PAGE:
Committee" met on January 12, 1775, to choose their delegates to the
Provincial Congress at Savannah, and to adopt the six Resolutions which are
today among our treasured Revolutionary documents.
(US 17, 7.5 miles north of Darien.)
This island was the property of General Larhlan McIntosh by a
grant of 1758, and was the principal home of his family up to and during the
early years of the Revolution. The island was in rice cultivation for many
In 1808, a Canal, called General's Cut, was dug through the
Island to connect the Darien River with the middle branch of the Altamaha,
"for convenience of the adjoining planters".
This Cut, located a short distance east of here, was later used
to ferry between Darien and the southern plantations of the Delta.
(US 17 (Ga 25) 0.3 miles south of Darien.)
Old Court House
At Sapelo Bridge
Sapelo Bridge, on the old Savannah to Darien Road 200 yards east
of this spot, was the seat of McIntosh County from 1793 to 1818. Here the Court
House and other public buildings stood; here, too, were the Armory and Muster
Ground for the McIntosh County Cavalry Troop, and here the Stage Coaches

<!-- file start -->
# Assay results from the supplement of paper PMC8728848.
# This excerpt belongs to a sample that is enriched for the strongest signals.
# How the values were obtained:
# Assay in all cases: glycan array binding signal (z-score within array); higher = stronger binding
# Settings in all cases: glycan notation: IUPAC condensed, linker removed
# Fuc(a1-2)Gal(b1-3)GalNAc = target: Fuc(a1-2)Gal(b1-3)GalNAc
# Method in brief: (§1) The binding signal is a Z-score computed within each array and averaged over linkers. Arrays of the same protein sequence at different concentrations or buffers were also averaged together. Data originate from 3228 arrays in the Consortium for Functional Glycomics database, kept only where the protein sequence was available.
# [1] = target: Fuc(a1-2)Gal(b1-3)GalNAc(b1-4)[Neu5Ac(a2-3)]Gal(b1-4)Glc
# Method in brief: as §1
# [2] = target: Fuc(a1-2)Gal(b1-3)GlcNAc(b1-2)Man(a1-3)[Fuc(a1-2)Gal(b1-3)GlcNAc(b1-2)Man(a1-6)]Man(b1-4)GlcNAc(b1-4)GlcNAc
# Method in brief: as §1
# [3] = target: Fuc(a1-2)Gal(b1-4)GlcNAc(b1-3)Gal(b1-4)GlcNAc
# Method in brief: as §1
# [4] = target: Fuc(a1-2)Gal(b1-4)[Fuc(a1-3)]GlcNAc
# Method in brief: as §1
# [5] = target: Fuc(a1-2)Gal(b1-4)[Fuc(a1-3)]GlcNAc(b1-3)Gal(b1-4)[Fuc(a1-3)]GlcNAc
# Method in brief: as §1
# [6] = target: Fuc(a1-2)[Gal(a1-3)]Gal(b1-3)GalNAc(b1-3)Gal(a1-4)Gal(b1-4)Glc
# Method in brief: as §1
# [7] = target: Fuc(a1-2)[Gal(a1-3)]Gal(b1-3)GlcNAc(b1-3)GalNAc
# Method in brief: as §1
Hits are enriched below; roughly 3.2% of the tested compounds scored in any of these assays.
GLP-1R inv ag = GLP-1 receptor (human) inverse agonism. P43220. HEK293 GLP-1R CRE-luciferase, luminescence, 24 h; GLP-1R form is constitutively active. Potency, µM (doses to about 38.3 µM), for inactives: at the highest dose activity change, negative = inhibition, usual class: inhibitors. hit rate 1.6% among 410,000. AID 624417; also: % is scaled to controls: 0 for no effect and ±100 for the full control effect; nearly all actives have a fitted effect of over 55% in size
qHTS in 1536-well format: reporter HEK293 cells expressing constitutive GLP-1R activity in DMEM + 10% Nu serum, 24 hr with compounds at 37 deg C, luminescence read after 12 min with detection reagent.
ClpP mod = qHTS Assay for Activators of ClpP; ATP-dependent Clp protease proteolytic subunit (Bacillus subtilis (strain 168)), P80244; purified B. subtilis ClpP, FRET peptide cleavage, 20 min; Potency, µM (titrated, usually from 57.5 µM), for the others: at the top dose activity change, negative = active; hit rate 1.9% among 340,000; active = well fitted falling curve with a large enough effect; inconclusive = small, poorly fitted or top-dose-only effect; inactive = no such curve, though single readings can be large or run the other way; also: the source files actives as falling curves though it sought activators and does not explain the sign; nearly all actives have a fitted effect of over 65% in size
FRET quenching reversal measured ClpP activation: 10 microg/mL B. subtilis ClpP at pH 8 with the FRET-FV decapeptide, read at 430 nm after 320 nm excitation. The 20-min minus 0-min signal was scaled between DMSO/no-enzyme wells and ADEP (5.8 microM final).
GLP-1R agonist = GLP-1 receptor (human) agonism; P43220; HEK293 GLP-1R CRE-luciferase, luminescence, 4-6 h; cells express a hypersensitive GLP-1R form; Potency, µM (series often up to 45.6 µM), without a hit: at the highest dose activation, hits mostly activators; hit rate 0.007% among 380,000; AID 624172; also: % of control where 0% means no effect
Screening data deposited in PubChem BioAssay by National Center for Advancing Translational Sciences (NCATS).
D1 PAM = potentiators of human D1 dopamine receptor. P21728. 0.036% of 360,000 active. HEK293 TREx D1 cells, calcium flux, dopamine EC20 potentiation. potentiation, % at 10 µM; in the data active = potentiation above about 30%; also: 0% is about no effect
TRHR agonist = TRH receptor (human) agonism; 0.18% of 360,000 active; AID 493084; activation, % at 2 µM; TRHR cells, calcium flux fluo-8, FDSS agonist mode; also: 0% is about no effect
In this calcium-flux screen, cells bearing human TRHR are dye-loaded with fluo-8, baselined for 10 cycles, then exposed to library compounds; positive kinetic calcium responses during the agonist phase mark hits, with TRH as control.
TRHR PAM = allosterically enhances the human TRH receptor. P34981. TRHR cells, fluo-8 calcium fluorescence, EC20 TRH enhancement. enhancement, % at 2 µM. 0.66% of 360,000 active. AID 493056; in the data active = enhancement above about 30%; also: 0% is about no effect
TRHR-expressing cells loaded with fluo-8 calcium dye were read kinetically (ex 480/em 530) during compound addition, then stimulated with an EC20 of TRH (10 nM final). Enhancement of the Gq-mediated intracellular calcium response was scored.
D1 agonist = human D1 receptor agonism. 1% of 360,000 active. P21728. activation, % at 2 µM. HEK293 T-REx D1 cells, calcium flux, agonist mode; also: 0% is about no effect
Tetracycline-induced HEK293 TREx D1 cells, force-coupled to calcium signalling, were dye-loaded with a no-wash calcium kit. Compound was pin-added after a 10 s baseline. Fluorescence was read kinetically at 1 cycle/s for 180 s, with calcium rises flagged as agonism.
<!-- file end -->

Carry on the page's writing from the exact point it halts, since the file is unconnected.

stopped to refresh the passengers and change horses.
(US 17 (Ga 25) near the south end of Sapelo Bridge.)
The site of the village of Jonesville, so named for its first
settler, Samuel Jones, is about 6 miles West of this road. There, early in the
Revolution, McGirth with British forces attacked a small garrison at Moses
Way's stockade and a fierce battle took place, ending in the defeat of McGirth.
In 1843, a Congregational Church was chartered at Jonesville, with Nathaniel
Varnedoe, Wm. Jones and Moses L. Jones, Trustees. The village became a refuge
for women, children and invalids from the Coast when that area was blockaded by
Federal gunboats during the War Between the States.
(US 17 (Ga 25) at Ga 131 W in South Newport.)
This is Darien, in the heart of the historic Altamaha delta
region. Settled in 1736, by Scottish Highlanders under John McIntosh Mohr, it
was named for the ill-fated settlement on the Isthmus of Panama. The first